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Jul 14, 2016 09:28 AM EDT

'Cracking the Aging Code' Says Halting Aging Process Possible Via Vitamin D, Metformin, Anti-Parkinson Drug Intake

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"Cracking the Aging Code" highlights the aging process and explains why aging occurs from various perspectives. The authors' suggestions to keep one's aging process halted includes taking large doses of Vitamin D and melatonin, Metformin, and Selegiline, an anti-Parkinson's and depression drug.

The "Cracking the Aging Code" is by authors Josh Mitteldorf a theoretical biologist, and writer Dorion Sagan. The book sounds more of a promise as an excerpt from the book says "It is common belief that aging is inevitable and universal. Nothing could be further from the truth."

"Cracking the Aging Code" stated that aging in animals enforces a predictable life span that helps prevent the dominance of one genetic type or one individual. It is a way to keep the diversity in a community, which has raised much skepticism of the idea from other researchers.

The "Cracking the Aging Code" book's authors further described how certain hardships can eventually lead to life extension of lab animals, Parallel State reported. The authors, Mitteldorf and Sagan, made anti-aging recommendations based on the research findings done on the lab animals.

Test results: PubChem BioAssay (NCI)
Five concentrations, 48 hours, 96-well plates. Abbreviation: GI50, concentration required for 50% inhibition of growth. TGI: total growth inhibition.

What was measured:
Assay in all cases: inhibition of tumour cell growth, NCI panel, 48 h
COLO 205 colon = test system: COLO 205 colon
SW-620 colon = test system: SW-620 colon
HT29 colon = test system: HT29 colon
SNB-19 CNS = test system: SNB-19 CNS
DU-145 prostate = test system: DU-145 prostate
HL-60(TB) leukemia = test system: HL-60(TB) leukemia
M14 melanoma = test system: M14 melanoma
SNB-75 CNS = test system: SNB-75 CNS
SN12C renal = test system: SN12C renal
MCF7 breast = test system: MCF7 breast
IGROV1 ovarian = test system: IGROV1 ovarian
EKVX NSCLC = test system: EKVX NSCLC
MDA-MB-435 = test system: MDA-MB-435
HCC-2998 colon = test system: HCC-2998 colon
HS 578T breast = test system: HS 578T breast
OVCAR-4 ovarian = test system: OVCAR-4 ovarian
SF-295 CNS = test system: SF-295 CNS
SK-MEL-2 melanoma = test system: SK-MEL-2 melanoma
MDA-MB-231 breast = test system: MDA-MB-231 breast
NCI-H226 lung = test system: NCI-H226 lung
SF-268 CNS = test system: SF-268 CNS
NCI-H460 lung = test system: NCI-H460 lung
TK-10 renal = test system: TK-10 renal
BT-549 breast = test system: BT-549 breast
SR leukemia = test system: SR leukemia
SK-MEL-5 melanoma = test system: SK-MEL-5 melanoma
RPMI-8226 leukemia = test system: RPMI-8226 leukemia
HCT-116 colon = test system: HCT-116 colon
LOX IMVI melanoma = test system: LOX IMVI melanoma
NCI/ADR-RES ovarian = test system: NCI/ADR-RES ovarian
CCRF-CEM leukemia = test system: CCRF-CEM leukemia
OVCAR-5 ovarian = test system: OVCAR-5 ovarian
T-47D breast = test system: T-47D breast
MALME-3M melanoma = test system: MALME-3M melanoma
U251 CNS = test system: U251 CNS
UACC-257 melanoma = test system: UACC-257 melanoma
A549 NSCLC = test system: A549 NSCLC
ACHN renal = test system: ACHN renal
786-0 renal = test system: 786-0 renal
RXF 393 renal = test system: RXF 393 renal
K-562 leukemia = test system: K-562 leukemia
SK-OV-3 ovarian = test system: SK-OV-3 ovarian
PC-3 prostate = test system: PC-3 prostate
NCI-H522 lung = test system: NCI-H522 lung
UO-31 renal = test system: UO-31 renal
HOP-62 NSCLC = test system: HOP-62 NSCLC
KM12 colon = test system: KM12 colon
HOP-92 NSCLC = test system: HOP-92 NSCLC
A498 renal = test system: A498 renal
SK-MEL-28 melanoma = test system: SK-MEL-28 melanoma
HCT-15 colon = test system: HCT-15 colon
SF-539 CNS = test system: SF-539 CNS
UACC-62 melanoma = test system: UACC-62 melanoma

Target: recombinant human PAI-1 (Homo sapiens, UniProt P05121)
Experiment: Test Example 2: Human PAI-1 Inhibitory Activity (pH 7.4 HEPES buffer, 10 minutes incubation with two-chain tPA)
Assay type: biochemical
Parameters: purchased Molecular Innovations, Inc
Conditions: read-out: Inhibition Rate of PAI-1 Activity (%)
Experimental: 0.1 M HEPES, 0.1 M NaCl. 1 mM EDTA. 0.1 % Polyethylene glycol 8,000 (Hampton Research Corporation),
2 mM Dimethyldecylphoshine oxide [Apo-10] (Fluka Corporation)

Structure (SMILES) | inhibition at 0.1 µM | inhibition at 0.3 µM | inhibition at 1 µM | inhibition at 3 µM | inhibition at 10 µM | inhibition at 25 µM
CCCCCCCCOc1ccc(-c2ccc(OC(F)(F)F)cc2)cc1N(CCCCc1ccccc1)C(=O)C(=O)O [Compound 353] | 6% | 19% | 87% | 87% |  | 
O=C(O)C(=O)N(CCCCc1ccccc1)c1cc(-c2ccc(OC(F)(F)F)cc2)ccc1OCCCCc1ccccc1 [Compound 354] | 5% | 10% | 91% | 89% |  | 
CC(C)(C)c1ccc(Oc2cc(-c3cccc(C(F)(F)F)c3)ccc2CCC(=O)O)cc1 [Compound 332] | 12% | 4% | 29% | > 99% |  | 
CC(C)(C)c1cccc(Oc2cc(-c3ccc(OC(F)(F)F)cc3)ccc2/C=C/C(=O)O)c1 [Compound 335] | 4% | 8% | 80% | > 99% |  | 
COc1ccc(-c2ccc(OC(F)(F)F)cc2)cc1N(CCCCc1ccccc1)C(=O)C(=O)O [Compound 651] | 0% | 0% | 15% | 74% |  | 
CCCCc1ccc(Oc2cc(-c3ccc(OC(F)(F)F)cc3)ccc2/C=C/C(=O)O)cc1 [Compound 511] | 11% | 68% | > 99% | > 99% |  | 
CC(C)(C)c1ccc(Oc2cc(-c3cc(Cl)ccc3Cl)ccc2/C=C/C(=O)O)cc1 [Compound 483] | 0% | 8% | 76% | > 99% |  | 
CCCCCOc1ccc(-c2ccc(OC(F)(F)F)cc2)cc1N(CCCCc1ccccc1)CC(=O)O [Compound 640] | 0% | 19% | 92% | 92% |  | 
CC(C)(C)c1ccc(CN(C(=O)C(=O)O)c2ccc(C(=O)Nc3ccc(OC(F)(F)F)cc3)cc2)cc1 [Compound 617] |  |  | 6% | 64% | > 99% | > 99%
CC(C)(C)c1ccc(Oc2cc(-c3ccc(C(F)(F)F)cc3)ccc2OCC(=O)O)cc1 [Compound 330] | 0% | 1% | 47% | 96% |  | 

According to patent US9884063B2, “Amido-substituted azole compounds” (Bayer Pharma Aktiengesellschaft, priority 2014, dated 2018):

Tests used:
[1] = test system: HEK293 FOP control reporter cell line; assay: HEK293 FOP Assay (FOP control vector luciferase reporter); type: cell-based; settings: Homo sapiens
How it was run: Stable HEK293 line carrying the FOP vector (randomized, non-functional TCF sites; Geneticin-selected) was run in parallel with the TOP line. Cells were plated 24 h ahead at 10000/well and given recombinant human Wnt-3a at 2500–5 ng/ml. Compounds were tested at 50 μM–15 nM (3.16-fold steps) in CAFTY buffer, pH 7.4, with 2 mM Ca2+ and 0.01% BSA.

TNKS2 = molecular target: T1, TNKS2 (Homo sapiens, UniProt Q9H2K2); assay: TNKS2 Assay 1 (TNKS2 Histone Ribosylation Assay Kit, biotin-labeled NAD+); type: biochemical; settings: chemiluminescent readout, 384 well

"Cracking the Aging Code" contains suggestions similar to advices given frequently by medical professionals such as exercising frequently to lose weight and take daily aspirin or ibuprofen.

Herbs are also listed that could potentially restore telomeres, which are the protective tips on chromosomes. The book does not focus much on the research behind these recommendations. It might be due to the fact that not enough research has been done on them to prove these claims.

"Cracking the Aging Code" is published by Flatiron and can be bought from Amazon, the official website reported. It has a crystal ball section which gives an optimistic perspective at the preliminary research on benefits of lengthening telomeres, removal of the cells responsible for gradual decline of the body and regrowing the shrinking thymus.

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